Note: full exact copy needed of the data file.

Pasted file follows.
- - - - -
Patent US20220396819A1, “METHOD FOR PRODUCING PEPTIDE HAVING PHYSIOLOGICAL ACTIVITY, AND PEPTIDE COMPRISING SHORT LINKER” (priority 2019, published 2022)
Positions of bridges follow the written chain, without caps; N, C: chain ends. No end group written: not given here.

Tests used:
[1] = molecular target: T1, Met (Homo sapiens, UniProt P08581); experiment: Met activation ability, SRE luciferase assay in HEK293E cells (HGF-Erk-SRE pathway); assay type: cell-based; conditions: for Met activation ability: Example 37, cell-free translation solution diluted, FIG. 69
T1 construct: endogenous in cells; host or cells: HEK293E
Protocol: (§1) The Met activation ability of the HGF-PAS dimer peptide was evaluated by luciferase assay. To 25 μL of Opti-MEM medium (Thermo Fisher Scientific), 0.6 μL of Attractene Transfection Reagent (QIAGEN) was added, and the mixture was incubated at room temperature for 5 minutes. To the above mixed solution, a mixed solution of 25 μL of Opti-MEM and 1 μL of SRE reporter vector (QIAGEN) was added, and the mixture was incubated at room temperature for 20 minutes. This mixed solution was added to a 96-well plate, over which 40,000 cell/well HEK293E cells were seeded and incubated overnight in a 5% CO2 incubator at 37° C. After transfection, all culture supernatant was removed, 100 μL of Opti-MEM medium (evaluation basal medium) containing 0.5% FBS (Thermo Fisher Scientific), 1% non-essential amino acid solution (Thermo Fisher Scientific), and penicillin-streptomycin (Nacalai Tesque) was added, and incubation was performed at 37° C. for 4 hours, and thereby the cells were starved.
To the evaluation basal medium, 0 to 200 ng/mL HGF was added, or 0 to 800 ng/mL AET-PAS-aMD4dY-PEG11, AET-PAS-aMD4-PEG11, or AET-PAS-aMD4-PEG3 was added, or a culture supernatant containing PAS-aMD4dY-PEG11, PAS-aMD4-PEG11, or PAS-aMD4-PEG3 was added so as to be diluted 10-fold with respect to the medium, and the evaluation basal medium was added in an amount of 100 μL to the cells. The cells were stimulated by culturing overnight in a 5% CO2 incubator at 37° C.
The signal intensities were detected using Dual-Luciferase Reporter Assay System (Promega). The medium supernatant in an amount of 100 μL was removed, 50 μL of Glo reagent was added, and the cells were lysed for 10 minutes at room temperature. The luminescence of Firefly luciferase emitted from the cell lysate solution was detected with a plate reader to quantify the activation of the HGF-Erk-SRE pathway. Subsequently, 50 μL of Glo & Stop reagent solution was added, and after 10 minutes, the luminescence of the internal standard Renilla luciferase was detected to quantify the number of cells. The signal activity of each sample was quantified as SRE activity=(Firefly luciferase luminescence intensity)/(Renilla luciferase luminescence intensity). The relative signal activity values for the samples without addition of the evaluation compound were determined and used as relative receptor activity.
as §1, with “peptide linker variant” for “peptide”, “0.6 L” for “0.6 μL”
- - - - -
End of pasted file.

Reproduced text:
Patent US20220396819A1, “METHOD FOR PRODUCING PEPTIDE HAVING PHYSIOLOGICAL ACTIVITY, AND PEPTIDE COMPRISING SHORT LINKER” (priority 2019, published 2022)
Positions of bridges follow the written chain, without caps; N, C: chain ends. No end group written: not given here.

Tests used:
[1] = molecular target: T1, Met (Homo sapiens, UniProt P08581); experiment: Met activation ability, SRE luciferase assay in HEK293E cells (HGF-Erk-SRE pathway); assay type: cell-based; conditions: for Met activation ability: Example 37, cell-free translation solution diluted, FIG. 69
T1 construct: endogenous in cells; host or cells: HEK293E
Protocol: (§1) The Met activation ability of the HGF-PAS dimer peptide was evaluated by luciferase assay. To 25 μL of Opti-MEM medium (Thermo Fisher Scientific), 0.6 μL of Attractene Transfection Reagent (QIAGEN) was added, and the mixture was incubated at room temperature for 5 minutes. To the above mixed solution, a mixed solution of 25 μL of Opti-MEM and 1 μL of SRE reporter vector (QIAGEN) was added, and the mixture was incubated at room temperature for 20 minutes. This mixed solution was added to a 96-well plate, over which 40,000 cell/well HEK293E cells were seeded and incubated overnight in a 5% CO2 incubator at 37° C. After transfection, all culture supernatant was removed, 100 μL of Opti-MEM medium (evaluation basal medium) containing 0.5% FBS (Thermo Fisher Scientific), 1% non-essential amino acid solution (Thermo Fisher Scientific), and penicillin-streptomycin (Nacalai Tesque) was added, and incubation was performed at 37° C. for 4 hours, and thereby the cells were starved.
To the evaluation basal medium, 0 to 200 ng/mL HGF was added, or 0 to 800 ng/mL AET-PAS-aMD4dY-PEG11, AET-PAS-aMD4-PEG11, or AET-PAS-aMD4-PEG3 was added, or a culture supernatant containing PAS-aMD4dY-PEG11, PAS-aMD4-PEG11, or PAS-aMD4-PEG3 was added so as to be diluted 10-fold with respect to the medium, and the evaluation basal medium was added in an amount of 100 μL to the cells. The cells were stimulated by culturing overnight in a 5% CO2 incubator at 37° C.
The signal intensities were detected using Dual-Luciferase Reporter Assay System (Promega). The medium supernatant in an amount of 100 μL was removed, 50 μL of Glo reagent was added, and the cells were lysed for 10 minutes at room temperature. The luminescence of Firefly luciferase emitted from the cell lysate solution was detected with a plate reader to quantify the activation of the HGF-Erk-SRE pathway. Subsequently, 50 μL of Glo & Stop reagent solution was added, and after 10 minutes, the luminescence of the internal standard Renilla luciferase was detected to quantify the number of cells. The signal activity of each sample was quantified as SRE activity=(Firefly luciferase luminescence intensity)/(Renilla luciferase luminescence intensity). The relative signal activity values for the samples without addition of the evaluation compound were determined and used as relative receptor activity.
as §1, with “peptide linker variant” for “peptide”, “0.6 L” for “0.6 μL”